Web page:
Amy Winehouse was omitted from the New York Times survey because, according to Curiosity.com, her obituary happened to fall short of the cut-off.

It’s one of the most glaring issues with attempting to assign any legitimacy to rules around celebrity death — or celebrity anything for that matter. Neither dictionaries nor wikipedia can offer a universal definition of “celebrity status,” which is understandable. I’m glad our bandwidth for linguistics research is being used on for more pressing matters.

Each and every one of us defines celebrity differently — it could be an icon in your own country, or niche interest group, or someone who impacted you more that they did the person writing an obituary. Take this (random) actual 2010 thread from Escapist Magazine as a good example:

User 1: As you may (or may not) heard, Gary Coleman and Dennis Hopper died recently… The purpose of this thread is this: who will be next?
User 2: the writer of thundercats died yesterday too.
User 1: There you go. The circle of three is complete.

Honestly? Sarcasm, humor, and Internet threads aside, this point is spot on. One cannot define celebrity in a universal capacity — over any given week, there could be one, three, ten celebrity deaths depending on who you ask and how you define the word.

A World Without Parameters

Ah, but there’s another rub. Why just a week?

That Times article casts their net at five days; other sources online wait seven, and others like this article from ABC News just go for broke with the idea that “Jimi Hendrix, Janis Joplin and Jim Morrison all died with weeks of each other in 1970.” Hendrix died on September 18 of that year and Morrison on July 3, 1971.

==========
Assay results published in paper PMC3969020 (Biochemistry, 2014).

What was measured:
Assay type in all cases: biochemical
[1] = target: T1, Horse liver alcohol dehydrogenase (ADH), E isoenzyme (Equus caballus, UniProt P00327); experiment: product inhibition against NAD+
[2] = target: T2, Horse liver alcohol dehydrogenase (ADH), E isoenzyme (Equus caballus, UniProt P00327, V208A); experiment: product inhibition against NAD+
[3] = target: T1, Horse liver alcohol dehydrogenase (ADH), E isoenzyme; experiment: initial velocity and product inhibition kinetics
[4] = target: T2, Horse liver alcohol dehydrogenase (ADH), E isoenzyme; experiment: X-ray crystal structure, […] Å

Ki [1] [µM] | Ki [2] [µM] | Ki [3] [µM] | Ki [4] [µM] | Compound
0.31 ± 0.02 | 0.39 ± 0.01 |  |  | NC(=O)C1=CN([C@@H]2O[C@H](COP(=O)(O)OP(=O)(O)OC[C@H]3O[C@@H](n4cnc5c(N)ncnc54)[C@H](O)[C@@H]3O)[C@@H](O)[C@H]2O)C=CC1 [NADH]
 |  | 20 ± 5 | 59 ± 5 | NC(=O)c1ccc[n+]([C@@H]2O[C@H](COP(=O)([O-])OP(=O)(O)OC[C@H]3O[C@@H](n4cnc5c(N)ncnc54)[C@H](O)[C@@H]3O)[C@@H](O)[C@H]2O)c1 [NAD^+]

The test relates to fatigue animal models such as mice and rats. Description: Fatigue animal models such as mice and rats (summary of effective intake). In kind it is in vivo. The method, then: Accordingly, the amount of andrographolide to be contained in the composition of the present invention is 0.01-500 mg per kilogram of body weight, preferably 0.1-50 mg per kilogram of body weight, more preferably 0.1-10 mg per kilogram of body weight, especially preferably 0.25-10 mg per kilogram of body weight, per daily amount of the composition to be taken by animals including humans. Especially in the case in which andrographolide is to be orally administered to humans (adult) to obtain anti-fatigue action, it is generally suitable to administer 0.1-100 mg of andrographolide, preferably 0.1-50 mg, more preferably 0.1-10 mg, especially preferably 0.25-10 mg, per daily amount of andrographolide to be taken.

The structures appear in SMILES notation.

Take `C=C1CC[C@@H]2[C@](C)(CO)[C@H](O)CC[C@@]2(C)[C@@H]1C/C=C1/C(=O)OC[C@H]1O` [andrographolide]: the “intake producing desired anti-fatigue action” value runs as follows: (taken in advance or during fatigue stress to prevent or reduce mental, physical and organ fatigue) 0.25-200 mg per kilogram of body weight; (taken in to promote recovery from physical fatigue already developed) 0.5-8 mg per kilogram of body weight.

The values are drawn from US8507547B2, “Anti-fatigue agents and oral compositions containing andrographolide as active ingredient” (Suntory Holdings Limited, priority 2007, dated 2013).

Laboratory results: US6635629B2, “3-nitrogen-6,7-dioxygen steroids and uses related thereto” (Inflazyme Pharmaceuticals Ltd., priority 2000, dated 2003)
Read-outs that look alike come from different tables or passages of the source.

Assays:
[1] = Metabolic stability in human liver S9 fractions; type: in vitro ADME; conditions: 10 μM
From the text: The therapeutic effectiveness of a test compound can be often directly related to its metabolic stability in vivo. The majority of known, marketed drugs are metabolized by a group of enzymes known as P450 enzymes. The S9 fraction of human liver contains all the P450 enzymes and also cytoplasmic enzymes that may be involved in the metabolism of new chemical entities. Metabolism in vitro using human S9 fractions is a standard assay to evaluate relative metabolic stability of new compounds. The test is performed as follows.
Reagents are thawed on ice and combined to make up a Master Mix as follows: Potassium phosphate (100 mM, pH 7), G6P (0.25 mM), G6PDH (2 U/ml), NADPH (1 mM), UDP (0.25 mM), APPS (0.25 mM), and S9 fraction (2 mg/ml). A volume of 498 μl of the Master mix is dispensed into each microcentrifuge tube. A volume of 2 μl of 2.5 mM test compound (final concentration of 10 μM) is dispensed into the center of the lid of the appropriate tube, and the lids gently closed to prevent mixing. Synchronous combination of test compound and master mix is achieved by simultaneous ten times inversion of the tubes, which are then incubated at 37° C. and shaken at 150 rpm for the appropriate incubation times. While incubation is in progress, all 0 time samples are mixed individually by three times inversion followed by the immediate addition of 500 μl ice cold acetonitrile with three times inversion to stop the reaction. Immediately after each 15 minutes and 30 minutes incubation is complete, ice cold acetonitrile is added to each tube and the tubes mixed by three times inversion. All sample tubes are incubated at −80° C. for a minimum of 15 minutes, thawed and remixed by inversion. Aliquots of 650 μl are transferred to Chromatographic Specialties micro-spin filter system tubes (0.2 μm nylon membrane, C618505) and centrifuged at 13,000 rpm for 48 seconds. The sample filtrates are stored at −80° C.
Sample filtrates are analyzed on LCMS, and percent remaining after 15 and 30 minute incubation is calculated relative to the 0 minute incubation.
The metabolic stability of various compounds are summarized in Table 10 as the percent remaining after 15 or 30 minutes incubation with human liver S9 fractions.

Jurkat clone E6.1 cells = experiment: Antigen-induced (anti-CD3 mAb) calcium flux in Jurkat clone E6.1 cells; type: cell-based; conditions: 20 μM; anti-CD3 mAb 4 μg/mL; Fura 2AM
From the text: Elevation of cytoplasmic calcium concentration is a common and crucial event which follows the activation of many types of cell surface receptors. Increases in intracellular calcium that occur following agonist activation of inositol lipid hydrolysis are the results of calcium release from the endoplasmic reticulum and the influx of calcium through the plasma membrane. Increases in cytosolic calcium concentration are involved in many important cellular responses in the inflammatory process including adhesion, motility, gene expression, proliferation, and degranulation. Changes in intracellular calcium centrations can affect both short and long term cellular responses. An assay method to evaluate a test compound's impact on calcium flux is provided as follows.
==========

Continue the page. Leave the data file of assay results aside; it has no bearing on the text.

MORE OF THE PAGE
That’s 288 days, ABC News. C’mon.

Even in more reasonable cases, an interesting trend begins to emerge. Two celebrities die, and we find our pop culture enthusiasts asking “When will the third one drop?” Gross…but also, that defeats the whole point! Without a set duration of time for the Rule to take effect, of course we’re going to confirm our preconceived assumptions about omens and folklore. There’s no ticking clock and no definition for celebrity. Nothing matters anymore.

So yes, the Rule is real — decades (maybe centuries) of undiagnosed apophenia turned folklore turned adage of the Internet-age that can be neither proven nor disproven, caught in limbo until the end of time.

Pointless Conclusion: Do Celebrities Die in Threes?

Any argument that makes a claim of either proof or disbelief can define an arbitrary span of time and cherrypick celebrities to show, using the same data, that Rules both exist and do not exist all at once. It’s madness! I could claim a “Rule of Eighteen” theory and showcase that celebrities always die in 18s…but over the course of six months. While totally asinine, it’s also impossible to prove wrong.

All these articles I’ve referenced above are cut from the same cloth, all doomed to resurface on the web every now and again, often amidst tragedy. But given the apophenic nature of our squishy human brains, I understand why.

As I referenced above, though, the trend worsens when articles make claims like: “These two celebrities have just died, so who’s next?!” Looking at you, New York Times in 2014:

NOT MY GRAPHIC!! This comes from the New York Times. I’m not so depraved.

That’s not how this works! Either pick a fixed timeline and lower your expectations for celebrities, acknowledge that you’re expanding your window to “wait” for the next high-profile tragedy, or accept the reality that it’s all clickbait and you can’t claim to realize some parameters while tossing others to the wayside.

The “Rule of Threes” is just as real as it is fake. It has no beginning, no end, no truth, and no falsehood. I’m okay with that, but so long as our minds will seek patterns in the world, we just need to acknowledge the absurdity of it all. You can’t disprove something that doesn’t exist.

Except bigfoot, I disproved that already. You’re welcome.